Hewlett-Packard is to ship 2.5-inch disc drives with enterprise-class features in its ProLiant servers next year...
and will add the space-saving technology to its disc subsystems and arrays at a later date.
Fujitsu Computer Products of America announced that HP has started testing its 2.5-inch drives, which use the Serial Attached SCSI interconnect and support data transfer rates of up to 300MB/sec. Seagate Technology will also deliver 2.5-inch drives to HP and other suppliers during the first half of 2004.
HP will be able to put three of the new drives in the same amount of space now occupied by one 3.5-inch model, said Jeff Jenkins, the company's vice president of server storage and infrastructure. That should let HP increase storage capacity and data throughput in servers, disc arrays and other non-PC devices while reducing the size of the boxes.
The 2.5-inch technology is expected to debut in the ProLiant line in the second half of 2004. HP then plans to roll out multiple-disc enclosures and modular arrays using the smaller drives in 2005 and 2006 respectively.
IDC analyst Dave Reinsel said HP is the most aggressive adopter of 2.5-inch drives among makers of enterprise servers and storage devices, adding that hardware companies could reduce by two-thirds the space required for disc drives in blade servers or rack-mounted systems by switching to the smaller units.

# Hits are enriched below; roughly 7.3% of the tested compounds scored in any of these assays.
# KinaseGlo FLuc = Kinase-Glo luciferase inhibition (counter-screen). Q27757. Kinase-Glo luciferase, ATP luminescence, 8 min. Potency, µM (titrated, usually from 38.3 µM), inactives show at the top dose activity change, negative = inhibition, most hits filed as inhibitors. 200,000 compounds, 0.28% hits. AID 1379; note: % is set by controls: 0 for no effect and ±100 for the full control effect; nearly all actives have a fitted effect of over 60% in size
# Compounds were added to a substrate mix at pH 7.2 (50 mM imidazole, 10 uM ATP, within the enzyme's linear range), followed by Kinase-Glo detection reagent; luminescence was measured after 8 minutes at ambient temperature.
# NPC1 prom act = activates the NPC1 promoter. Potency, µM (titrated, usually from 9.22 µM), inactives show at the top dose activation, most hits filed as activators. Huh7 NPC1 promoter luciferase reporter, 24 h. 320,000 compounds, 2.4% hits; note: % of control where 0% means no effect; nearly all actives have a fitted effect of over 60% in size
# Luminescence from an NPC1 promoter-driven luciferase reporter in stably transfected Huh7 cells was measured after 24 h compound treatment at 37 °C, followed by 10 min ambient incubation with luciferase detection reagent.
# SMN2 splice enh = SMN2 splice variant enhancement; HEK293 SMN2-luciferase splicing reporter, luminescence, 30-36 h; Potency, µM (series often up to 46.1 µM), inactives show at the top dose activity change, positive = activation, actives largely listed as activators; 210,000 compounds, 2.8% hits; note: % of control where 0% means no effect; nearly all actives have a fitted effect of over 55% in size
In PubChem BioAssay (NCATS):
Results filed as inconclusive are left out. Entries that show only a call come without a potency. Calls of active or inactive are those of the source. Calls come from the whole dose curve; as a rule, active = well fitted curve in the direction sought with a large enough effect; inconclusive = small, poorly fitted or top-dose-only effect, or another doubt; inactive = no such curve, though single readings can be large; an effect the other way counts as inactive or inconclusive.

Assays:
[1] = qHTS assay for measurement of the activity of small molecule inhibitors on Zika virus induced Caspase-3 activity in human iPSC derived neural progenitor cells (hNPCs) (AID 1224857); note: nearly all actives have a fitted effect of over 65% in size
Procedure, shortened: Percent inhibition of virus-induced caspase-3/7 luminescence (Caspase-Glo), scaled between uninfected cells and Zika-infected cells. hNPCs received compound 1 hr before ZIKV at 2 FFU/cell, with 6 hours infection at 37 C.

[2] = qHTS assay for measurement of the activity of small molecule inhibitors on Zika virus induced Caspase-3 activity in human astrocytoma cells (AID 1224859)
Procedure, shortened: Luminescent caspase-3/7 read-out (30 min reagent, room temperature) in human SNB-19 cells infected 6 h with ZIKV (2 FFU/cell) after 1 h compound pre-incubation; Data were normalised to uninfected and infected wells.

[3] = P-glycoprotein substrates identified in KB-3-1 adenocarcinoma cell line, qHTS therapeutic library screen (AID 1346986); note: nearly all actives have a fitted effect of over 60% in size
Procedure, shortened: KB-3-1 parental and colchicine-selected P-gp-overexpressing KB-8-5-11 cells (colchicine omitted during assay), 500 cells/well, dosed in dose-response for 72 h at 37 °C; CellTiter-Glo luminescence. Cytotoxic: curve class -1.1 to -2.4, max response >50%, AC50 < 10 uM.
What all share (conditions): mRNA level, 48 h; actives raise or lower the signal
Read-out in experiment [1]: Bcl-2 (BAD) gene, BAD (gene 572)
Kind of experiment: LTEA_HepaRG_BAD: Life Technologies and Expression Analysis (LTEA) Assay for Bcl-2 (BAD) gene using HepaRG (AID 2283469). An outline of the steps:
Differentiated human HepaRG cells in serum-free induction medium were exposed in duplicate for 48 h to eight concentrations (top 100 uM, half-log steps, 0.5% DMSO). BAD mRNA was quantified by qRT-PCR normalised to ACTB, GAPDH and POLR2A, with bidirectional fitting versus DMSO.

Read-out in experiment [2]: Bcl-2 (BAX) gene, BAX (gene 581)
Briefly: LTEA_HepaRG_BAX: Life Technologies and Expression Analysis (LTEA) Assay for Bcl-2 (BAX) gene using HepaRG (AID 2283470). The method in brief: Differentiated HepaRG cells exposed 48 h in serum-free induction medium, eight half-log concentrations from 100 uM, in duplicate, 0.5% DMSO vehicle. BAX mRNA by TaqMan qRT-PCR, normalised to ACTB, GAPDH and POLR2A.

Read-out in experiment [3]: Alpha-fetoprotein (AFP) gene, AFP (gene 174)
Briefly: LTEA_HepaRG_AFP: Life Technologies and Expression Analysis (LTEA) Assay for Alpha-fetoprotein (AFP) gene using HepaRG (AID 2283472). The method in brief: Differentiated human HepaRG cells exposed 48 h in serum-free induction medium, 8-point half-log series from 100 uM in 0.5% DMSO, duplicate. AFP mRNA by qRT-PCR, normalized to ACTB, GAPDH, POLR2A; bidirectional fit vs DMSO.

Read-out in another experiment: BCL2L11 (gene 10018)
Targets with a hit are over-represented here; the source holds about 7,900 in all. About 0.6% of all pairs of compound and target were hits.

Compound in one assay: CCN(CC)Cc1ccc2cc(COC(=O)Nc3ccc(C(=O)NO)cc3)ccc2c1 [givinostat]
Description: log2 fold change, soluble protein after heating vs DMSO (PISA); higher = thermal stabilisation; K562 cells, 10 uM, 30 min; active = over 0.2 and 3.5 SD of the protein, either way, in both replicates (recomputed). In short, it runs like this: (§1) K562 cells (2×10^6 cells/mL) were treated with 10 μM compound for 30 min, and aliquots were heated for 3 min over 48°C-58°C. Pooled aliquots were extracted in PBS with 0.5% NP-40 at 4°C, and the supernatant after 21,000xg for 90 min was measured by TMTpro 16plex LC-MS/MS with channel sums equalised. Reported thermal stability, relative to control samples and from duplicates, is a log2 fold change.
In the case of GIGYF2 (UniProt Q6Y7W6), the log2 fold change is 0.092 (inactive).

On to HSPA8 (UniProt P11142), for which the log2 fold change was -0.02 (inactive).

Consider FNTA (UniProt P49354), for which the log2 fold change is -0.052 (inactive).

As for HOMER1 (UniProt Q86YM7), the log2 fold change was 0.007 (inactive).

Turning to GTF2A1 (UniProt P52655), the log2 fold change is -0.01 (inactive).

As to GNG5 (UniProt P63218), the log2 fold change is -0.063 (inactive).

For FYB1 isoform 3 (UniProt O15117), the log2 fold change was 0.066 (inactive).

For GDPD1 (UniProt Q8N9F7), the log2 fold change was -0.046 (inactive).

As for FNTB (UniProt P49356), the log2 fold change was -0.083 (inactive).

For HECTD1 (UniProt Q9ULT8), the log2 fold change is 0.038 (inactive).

The support for Serial Attached SCSI is another potential advantage of the Fujitsu drives HP is testing. The serial SCSI standard uses a point-to-point connection for each drive in an array, designed to be more scalable than the master/slave architecture employed by the parallel SCSI technology prevalent now, Reinsel said. With parallel interfaces, a single controller must be shared by all the drives on a bus.
The 2.5-inch drives that HP plans to use also can be mixed with lower-cost Serial Advanced Technology Attachment drives inside storage systems, said Mike Chenery, vice president of advanced engineering at Fujitsu Computer Products. Combining the two kinds of drives would enable users to do backups of their transactional data within the same box.
The drives are hot-swappable and have dual ports for redundancy, and they will be sold in 36GB and 73GB models.
However, 2.5-in. drives have a long way to go to overtake their 3.5-inch SCSI counterparts as the top storage technology for corporate servers and disc subsystems. Reinsel said 3.5-inch SCSI drives account for 78% of the enterprise-class disc drive market, with the remainder taken by Fibre Channel technology.
Reinsel predicted that 2.5-inch serial SCSI drives should grab about 2% of the market next year, with that share growing to 10% by 2006.
"The advantage of 2.5-inch drives most immediately will be in the internal server storage market," he said. "It'll be a fairly gradual thing. You have a huge installed base of 3.5-inch slots out there."
Lucas Mearian writes for Computerworld